It is a 'surreal' century in Marsh's bow

Buoyed by a 142 from Michael Hussey and a 141 from Shaun Marsh, Australia led 411-7 when rain stopped play against host Sri Lanka.

Australian batsman Shaun Marsh, right, and is congratulated by Michael Hussey after Marsh scored a century during the third day of the second cricket test match between Sri Lanka and Australia in Pallekele, Sri Lanka.
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PALLEKELE, Sri Lanka // The home team struck back with three wickets for one run including two wickets in successive balls by the off spinner, Suraj Randiv, before rain brought an early end to the third day of the second Sri Lanka versus Australia Test Saturday.

Buoyed by 142 from Michael Hussey and 141 from Shaun Marsh on his debut, the tourists were 411 for seven when rain stopped play soon after lunch. Usman Khawaja was batting on 13 with tailender Ryan Harris on nine. Australia still had a healthy 237-run lead.

"Very surreal at the moment, very proud day," Marsh said about his century on debut. "Still can't believe, really, to be playing Test cricket, to be given an opportunity to get here and get a hundred in my first innings. I was enjoying every minute of it," he said of the seven hours he spent at the crease. Marsh's father, Geoff, was a Test opener for Australia in the 1980s and early 1990s before becoming Australia coach, a national selector and, most recently, coach of Zimbabwe.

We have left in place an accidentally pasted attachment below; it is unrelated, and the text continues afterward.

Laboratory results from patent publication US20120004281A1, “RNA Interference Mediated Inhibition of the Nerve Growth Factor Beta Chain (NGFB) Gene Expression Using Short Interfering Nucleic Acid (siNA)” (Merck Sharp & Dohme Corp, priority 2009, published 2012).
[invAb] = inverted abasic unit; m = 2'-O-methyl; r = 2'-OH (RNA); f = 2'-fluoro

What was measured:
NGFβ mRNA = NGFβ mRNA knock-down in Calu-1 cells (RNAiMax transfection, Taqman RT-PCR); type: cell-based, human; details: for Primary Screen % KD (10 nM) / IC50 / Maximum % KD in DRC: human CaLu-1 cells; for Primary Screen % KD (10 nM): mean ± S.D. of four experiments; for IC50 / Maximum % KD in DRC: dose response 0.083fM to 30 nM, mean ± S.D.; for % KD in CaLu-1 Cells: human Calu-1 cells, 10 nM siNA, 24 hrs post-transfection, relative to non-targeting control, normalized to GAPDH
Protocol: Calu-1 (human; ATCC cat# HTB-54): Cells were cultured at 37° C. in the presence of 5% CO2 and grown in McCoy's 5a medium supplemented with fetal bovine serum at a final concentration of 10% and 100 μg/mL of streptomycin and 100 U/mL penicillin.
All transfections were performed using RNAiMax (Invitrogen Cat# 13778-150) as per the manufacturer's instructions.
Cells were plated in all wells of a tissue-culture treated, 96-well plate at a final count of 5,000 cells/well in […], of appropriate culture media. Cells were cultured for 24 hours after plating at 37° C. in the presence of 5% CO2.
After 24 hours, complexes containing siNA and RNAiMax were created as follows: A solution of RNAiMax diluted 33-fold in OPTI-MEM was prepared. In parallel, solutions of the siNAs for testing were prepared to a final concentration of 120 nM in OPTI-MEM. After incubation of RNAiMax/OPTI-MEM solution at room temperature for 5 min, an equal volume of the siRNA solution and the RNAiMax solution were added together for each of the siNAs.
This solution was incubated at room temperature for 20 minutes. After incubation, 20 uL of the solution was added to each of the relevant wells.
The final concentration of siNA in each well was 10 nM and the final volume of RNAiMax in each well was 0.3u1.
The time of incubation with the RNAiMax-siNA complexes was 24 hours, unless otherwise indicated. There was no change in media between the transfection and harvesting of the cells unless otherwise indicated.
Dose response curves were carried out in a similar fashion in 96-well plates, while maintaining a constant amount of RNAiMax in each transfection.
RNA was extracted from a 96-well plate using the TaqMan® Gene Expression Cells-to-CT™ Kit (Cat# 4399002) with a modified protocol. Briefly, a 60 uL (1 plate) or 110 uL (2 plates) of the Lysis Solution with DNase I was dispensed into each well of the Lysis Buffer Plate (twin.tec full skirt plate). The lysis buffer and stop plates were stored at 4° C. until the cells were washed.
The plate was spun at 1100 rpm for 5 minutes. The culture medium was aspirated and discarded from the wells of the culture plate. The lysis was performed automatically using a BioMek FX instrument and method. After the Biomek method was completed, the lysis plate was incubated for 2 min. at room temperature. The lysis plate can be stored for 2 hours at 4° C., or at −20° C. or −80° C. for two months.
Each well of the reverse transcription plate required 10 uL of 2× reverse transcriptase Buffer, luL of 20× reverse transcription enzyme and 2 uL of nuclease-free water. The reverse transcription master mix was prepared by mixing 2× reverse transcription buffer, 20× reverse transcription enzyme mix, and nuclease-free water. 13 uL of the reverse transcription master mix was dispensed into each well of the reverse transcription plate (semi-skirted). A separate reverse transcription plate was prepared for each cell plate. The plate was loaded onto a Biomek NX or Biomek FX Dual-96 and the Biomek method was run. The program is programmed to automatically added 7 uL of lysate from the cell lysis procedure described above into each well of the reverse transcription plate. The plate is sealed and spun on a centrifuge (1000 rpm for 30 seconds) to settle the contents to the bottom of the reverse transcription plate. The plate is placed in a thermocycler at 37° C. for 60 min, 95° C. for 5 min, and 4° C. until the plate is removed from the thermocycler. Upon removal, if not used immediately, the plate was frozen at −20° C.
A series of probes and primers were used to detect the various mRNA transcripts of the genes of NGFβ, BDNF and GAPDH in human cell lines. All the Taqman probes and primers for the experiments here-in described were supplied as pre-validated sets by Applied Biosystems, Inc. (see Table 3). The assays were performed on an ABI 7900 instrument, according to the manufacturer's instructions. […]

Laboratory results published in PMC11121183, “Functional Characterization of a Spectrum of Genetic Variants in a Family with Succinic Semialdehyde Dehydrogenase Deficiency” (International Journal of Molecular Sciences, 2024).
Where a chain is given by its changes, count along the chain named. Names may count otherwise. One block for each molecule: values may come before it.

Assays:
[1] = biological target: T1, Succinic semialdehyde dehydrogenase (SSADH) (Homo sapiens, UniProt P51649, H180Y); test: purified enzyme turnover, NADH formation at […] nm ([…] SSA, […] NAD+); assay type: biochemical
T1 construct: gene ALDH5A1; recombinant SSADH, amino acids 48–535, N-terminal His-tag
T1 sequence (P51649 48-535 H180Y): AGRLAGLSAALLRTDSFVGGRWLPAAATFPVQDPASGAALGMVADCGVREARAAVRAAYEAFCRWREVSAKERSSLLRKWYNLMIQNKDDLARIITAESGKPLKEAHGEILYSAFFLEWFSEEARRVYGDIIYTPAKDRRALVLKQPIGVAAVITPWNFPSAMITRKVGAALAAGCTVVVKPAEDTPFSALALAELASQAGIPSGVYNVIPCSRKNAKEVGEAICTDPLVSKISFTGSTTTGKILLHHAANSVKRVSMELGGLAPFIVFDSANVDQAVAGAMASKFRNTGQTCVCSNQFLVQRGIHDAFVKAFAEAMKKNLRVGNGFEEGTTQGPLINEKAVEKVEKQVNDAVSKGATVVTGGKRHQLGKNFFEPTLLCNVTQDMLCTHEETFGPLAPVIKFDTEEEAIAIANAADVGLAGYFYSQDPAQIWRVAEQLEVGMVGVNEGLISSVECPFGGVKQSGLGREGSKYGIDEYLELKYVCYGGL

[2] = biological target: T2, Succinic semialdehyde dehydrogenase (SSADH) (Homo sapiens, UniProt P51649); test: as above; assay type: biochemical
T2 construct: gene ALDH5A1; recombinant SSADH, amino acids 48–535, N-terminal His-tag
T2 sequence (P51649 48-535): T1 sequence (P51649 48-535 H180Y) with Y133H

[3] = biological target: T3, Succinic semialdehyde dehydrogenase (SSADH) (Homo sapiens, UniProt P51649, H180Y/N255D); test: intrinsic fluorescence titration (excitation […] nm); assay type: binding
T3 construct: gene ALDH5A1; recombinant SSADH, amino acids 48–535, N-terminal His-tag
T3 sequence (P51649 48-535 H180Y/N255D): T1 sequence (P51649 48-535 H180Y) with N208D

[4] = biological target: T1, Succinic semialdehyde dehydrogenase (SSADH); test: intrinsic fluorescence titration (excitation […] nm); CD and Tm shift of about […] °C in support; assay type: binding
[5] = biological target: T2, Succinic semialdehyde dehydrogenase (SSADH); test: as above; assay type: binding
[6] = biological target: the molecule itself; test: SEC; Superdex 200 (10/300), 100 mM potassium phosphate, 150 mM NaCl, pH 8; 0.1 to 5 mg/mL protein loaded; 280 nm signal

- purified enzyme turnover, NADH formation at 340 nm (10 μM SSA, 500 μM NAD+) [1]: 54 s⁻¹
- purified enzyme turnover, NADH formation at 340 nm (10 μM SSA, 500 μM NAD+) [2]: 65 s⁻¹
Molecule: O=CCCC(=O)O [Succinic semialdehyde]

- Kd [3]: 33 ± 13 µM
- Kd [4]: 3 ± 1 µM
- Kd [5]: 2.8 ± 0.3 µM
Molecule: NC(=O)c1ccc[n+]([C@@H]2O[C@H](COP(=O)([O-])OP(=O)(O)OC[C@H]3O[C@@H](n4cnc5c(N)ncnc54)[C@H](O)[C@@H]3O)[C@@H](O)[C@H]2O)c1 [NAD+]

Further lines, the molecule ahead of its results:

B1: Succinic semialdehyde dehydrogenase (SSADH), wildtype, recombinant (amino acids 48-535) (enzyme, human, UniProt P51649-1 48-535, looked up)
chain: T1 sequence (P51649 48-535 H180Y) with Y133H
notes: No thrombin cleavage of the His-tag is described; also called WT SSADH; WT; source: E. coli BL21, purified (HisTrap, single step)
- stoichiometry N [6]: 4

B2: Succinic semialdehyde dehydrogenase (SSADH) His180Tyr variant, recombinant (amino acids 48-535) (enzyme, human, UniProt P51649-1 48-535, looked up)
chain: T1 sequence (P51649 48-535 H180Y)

"He was very happy I could see, very emotional for him," Marsh said of his father, who presented him with his baggy green international cap and watched him play.

Australia were 378 for four at lunch but lost the wickets of Marsh, Brad Haddin and Mitchell Johnson during the eight overs of play that were possible afterward.

Marsh was caught by Kumar Sangakkara off seamer Suranga Lakmal, failing to keep down a rising delivery with his pull shot. He had faced 315 balls and hit 18 boundaries.

Randiv came to bowl the 129th over and dismissed Haddin with his second ball, having him caught by Sangakkara at mid-on. He delivered an arm ball next at Johnson who left it and was bowled. Sri Lanka were dismissed for 174 in their first innings but the team's coach, Rumesh Ratnayake, said that Sri Lanka could still turn it around.

"I would think everybody is aware what we have to do. If you saw the way the Aussies did it, it was a placid track from day one, we did not capitalise on that," he said. "I have no doubt the talent we have, as you all know, is capable of big scores."